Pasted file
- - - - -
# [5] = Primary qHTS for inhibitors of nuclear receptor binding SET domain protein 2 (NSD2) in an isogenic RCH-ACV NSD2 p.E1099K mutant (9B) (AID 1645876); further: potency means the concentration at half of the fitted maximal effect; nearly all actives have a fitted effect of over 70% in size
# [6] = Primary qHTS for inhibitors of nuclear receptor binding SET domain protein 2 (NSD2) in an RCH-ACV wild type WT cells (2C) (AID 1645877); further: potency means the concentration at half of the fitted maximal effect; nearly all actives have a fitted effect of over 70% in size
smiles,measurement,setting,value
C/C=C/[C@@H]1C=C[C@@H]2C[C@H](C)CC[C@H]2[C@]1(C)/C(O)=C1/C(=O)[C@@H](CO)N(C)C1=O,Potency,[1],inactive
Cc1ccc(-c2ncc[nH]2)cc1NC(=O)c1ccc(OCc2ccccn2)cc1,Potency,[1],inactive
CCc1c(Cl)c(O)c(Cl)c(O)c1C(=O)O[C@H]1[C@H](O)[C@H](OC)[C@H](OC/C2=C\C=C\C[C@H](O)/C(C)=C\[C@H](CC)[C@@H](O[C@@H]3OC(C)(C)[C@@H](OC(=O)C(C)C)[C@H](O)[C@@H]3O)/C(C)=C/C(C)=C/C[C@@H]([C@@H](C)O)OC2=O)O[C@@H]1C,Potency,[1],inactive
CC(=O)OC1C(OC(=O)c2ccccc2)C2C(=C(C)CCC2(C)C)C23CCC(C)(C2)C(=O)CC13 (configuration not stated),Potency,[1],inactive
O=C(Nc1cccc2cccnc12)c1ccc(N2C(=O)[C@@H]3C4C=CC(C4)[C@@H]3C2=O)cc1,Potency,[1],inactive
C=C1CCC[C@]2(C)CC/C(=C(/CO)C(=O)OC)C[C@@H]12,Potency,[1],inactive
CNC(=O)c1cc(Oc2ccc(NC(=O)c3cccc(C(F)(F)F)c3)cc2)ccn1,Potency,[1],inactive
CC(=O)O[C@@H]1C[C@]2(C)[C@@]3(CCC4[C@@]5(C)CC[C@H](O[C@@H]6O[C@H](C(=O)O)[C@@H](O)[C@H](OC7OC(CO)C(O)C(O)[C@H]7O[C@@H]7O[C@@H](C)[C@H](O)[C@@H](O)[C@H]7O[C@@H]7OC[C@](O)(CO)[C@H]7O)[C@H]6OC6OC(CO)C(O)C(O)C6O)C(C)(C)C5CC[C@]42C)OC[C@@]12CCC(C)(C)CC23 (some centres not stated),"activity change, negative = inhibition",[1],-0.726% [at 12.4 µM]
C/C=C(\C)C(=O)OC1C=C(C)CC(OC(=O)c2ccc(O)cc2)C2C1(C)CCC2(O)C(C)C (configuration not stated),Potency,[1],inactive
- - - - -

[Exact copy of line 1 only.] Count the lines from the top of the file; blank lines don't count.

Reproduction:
# [5] = Primary qHTS for inhibitors of nuclear receptor binding SET domain protein 2 (NSD2) in an isogenic RCH-ACV NSD2 p.E1099K mutant (9B) (AID 1645876); further: potency means the concentration at half of the fitted maximal effect; nearly all actives have a fitted effect of over 70% in size